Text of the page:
Africa has some of the most ruthless, repressive, and corrupt dictators in the World. The most notorious took power following an armed rebellion, claiming to fight against repressive regimes and promising democracy.
Who would have thought in their youth, during the armed struggle, and in their early years of power, that these so called "revolutionary" leaders would turn into ones of the worst dictators in the World?
Joseph Kabila of the Democratic Republic of Congo:
Also known as "Toto" (Mtoto = Baby), Joseph Kabila took over power after the assassination of his father, Laurent-Desire Kabila, 16 years ago. He had been part of his father's struggle against the Congolese dictator Mobutu Sese Seko. He has been in power since.
Joseph Kabila has enriched himself and his relatives by looting the wealth of the Democratic Republico of the Congo, the potentially richest country in the World, widespread corruption, and imposing a reign of fear, terror, repression on the vast majority of his subjects.
When the term allowed by the constitution expired in 2016, he refused to step down and pushed elections to the end of 2018. As the end of 2018 approached, he has been in the process of organizing chaos in the DRC Congo to allow himself to remain in power for life.
Paul Kagame of Rwanda:
The gaunt 61-year-old often talks about tolerance, openeness, reconciliation, and giving power to the Rwandan people but, for now, he is mostly known for his authoritarian streak and an impressive record of bloody repression and massive systematic crimes both inside Rwanda and in neighboring countries, since 1990.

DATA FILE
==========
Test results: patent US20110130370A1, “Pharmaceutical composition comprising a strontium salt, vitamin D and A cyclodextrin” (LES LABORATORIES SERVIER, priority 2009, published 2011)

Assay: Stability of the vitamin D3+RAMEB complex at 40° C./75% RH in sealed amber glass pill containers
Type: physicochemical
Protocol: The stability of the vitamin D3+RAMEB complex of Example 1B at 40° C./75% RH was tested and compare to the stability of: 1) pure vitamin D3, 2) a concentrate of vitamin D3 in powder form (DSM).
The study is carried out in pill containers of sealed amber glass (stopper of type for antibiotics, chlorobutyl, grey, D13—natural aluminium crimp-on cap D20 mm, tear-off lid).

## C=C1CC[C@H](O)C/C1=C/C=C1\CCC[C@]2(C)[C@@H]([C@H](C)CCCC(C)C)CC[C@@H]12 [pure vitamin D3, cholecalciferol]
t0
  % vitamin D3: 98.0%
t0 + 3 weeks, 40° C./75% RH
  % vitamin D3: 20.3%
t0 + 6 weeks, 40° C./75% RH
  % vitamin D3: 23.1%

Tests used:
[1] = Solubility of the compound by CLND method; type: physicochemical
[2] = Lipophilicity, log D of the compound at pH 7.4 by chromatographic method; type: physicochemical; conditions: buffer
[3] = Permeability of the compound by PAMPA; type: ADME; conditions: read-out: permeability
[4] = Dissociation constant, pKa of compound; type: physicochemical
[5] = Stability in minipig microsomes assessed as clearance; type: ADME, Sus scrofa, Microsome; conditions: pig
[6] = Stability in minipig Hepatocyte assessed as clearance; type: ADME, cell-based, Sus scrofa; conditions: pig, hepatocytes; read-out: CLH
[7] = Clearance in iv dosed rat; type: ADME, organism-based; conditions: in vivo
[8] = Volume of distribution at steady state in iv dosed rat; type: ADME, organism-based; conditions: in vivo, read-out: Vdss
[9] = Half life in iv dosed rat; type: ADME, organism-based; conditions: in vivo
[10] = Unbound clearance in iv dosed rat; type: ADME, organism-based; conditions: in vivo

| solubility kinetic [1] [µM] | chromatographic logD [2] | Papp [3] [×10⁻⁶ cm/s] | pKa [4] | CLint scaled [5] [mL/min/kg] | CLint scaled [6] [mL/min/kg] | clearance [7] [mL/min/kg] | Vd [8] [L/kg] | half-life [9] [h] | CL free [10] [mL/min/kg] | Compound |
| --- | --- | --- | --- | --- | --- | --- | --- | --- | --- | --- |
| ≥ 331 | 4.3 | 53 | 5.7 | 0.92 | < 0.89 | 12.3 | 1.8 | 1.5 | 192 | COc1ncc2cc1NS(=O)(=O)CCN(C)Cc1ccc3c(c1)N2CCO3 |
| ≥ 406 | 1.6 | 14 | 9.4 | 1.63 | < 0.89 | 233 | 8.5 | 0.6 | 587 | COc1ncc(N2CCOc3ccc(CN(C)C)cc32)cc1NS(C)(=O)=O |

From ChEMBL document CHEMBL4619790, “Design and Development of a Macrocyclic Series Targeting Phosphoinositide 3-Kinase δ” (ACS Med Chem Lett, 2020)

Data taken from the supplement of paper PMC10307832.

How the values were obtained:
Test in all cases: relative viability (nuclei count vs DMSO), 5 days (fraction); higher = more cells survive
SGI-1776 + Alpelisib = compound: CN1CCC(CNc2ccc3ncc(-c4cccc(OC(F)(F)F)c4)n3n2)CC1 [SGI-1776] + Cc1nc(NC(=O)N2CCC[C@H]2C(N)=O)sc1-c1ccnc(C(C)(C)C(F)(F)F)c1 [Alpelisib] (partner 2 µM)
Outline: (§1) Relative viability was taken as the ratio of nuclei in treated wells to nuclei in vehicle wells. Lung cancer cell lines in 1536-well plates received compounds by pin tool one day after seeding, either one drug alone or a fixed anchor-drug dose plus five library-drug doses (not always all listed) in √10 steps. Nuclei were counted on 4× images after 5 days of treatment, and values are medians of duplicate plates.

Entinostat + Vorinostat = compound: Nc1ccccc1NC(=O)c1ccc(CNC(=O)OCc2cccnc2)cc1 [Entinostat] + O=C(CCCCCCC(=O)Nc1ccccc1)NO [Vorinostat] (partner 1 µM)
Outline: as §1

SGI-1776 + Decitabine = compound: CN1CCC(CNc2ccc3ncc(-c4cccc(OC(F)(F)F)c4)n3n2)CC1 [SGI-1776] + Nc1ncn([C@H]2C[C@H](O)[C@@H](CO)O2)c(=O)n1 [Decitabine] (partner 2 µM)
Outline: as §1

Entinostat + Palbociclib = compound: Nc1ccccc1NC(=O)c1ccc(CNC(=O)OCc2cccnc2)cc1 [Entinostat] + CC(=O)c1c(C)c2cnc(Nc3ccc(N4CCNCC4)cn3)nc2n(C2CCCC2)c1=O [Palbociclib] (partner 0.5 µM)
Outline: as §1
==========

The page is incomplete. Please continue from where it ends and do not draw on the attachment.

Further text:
Initially claiming to be ready to release power, Paul Kagame, in 2015, when his second term allowed by the constitution progressed, decided to rewrite the term-limit clause of the Rwandan constitution, to allow him to run for a third term in the 2017 elections and remain in power for life.
Yoweri Museveni of Uganda, 76, born in 1944 and dictator since 1986.
When he took power in 1986, he promised to leave power in 1990, then in 1996, then in 2001, then in 2006, then in in 2011, then in 2015, then never.
In 2000, he told Los Angeles Times: "I will leave office, for sure, because I am not a hereditary king. I would be very glad to leave office, once I have served my term. To be remembered, just as a freedom fighter, who helped to give the people of Uganda a key to their future, to give them democracy, get rid of the dictatorship."
Well, he not only remains the dictator of Uganda but also, on December 27, 2017, he amended the Constitution to remove the presidential age limit caps, allowing himlself to remain in power for life.
Other Notorious African Dictators:
- Paul Biya of Cameroon, 85, born in 1933 and dictator since 1982. Initially a promising bright and visionaly democratic leader. he has now turned into a senile dictator, awaiting to leave power only by death.
- Denis Sassou Nguesso of the Republic of Congo, 75, born in 1943 and dictator between 1979-1990 and since 1997. He was forced to give up power in 1990 and then led a bloody civil war to retake power in 1997. His nepotism is know around teh world.
- Teodoro Obiang Nguema Mbasogo of Equatorial Guinea, 76, born in 1942 and dictator since 1979. He is one of the most corrupt leaders in Africa. Yet, he overyhrew his uncle Macías, after the latter ordered the murders of several members of their relatives, including Obiang's brother, Obiang and others in Macías' inner circle feared the president had become insane. Obiang overthrew his uncle on 3 August 1979 in a bloody soup, tried him for genocide and executed him by a firing squad on 29 September 1979. Since then, he has become the copy of his uncle, with the sole difference that he has pushed nepotism to the extreme
- Omar Hassan Ahmad al-Bashir of Soudan, 74, born in 1944. He took power, after ousting the unstable coalition government of Prime Minister Sadiq al-Mahdi in a military coup on 30 June 1989. On 16 October 1993, he appointed himself President of Soudan. SInce then, Soudanese people have been living a nighmare and the country has effectively or eventually split into three pieces: South Sudan, Darfour, and the rest.